D-Backs will need a strong Corbin and more to hang on in the West

Kirk Gibson must monitor Patrick Corbin closely if he wants Arizona to reach the playoffs.
Kirk Gibson must monitor Patrick Corbin closely if he wants Arizona to reach the playoffs. (USATSI)

NEW YORK -- The National League West is forgiving.

The Diamondbacks have lost five in a row and eight out of nine. Not only are they still in first place, but they've lost only a game and a half off their lead during that slide.

It's easy to pick apart this team, easy to say that they're 12 games under .500 when they start anyone other than Patrick Corbin. The rest of the rotation behind Corbin has a 4.76 ERA, which would rank 14th among the 15 National League teams (only the Brewers have been worse).

But then you remember that the Diamondbacks are still a first-place team, even after another ugly loss on Tuesday night, 9-1 to the Mets. They're still a first-place team, even though they don't have a win from a starting pitcher since June 5, even though they have as many blown saves as any team in the major leagues.

"Things are being cruel to us now," manager Kirk Gibson said, even before Tuesday's loss. "That's OK. We accept the challenge."

They're still in first place, this is still the National League West, and somebody is going to win this division. The question is how they do it.

Two keys:

1.) They need to find a way to keep the 23-year-old Corbin strong through the second half though he is on pace to throw far more innings than he ever has.

2.) They need to find a way to get their other starters to help him out.

Corbin has been brilliant. He wasn't even bad Tuesday, though the box score shows he allowed five runs in six innings-plus. The truth is that he made one bad pitch/bad decision in the first six innings, a two-out changeup that Anthony Recker hit for a home run. Then he allowed the first four Mets to reach base in the rain-soaked seventh inning and, eventually (after a long rain delay), all of them scored.

It went down as his first loss and as just the Diamondbacks' second loss in his 17 starts.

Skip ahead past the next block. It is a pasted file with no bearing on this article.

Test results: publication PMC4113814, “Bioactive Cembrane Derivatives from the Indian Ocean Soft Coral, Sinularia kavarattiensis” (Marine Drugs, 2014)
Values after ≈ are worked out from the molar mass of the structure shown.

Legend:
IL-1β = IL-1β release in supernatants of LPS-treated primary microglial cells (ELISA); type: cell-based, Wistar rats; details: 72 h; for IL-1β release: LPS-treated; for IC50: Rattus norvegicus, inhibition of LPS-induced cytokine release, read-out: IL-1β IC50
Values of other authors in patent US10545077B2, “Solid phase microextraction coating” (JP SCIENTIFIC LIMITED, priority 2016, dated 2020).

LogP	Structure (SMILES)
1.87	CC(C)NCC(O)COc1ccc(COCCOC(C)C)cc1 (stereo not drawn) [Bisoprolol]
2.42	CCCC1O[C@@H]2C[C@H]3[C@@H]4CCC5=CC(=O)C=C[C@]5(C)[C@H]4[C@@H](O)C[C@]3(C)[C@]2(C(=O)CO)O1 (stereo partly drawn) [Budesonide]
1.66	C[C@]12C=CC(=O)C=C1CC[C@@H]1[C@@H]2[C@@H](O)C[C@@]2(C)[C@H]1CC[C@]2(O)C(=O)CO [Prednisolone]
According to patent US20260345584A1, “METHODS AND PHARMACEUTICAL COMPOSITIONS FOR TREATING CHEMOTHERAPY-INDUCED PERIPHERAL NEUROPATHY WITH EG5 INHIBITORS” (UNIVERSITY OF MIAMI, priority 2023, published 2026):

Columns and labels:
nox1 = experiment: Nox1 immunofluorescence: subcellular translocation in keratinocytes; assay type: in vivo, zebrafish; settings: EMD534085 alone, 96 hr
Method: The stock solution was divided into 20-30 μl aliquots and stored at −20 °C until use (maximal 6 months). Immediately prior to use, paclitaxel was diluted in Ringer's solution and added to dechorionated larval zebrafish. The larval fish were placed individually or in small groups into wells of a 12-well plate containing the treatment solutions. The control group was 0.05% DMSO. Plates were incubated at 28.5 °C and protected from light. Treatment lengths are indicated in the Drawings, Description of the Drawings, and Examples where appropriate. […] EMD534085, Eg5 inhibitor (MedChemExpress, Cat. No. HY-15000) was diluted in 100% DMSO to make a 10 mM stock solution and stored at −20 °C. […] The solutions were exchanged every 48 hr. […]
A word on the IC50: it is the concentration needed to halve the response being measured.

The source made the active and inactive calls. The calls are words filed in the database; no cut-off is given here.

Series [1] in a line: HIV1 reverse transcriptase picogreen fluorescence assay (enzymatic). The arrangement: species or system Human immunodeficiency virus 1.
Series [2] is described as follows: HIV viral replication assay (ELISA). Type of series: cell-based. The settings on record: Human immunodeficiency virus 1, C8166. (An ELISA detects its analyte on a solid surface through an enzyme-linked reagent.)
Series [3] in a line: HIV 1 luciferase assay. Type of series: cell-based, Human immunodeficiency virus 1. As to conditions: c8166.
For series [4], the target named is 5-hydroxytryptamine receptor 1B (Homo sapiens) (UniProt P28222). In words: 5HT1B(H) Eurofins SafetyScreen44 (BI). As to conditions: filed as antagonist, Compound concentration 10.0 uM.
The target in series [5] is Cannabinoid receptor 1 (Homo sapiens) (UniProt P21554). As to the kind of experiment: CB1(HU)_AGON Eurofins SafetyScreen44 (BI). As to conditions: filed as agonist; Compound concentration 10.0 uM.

Without him, they're nowhere near first place, though he began the season as their fifth starter.

"I'll take him against anyone in the league," closer J.J. Putz said. "He's been a horse. Ride that horse."

They have, and Corbin has already thrown 115 2/3 innings, with the Diamondbacks just two games past the midway point of the season. He threw 186 1/3 innings last season (majors and minors combined), and even then he was tired enough at the end that it contributed to a 6.03 September ERA.

Gibson brought up the workload on Tuesday, before he could even be asked about it. He acknowledges it could be an issue, and he knows how much the Diamondbacks have relied on Corbin.

He said they'll probably give Corbin as long of an All-Star break as they can, slotting him in fifth after the break. He points out that he hasn't allowed Corbin to run up high pitch counts (his highest in a game this season is just 111).

Corbin has been efficient with his pitches. While he came into Tuesday 10th in the majors in innings, he was only 58th in number of pitches thrown.

"I hope he gets to pitch 260 innings this year," Gibson said, knowing that would mean a long postseason run.

"I feel fine," Corbin said. "I'm ready to go out and throw as many innings as I can."

For that to matter, the rest of the rotation will need to improve. Maybe that comes through a trade, though general manager Kevin Towers told the Arizona Republic that "we're not going to rush into anything."

Towers said he doesn't see trading for a middle-of-the-rotation answer, so it might be that he won't find what he needs on the market.

Perhaps the Diamondbacks can find another answer from their system, another Corbin (maybe Tyler Skaggs, maybe even Archie Bradley). Maybe some of the other starters in the rotation improve.

"We've just been inconsistent," pitching coach Charles Nagy said.

They've been worse than that lately. The 24-game streak without a win from a starter can be blamed partly on the unreliable bullpen and partly on the inconsistent offense, but the starting pitchers have a 5.04 ERA in that span.

Take out Corbin's six starts, and the rotation ERA since June 5 soars to 5.83.

That's obviously not good enough for a team that intends to win. It normally wouldn't be good enough to keep a team in first place.

This is the NL West, though, so the question is less how the Diamondbacks have managed to stay on top than it is how they can find a way to stay there the rest of the season.

Keeping Corbin strong has to be a big part of the answer.

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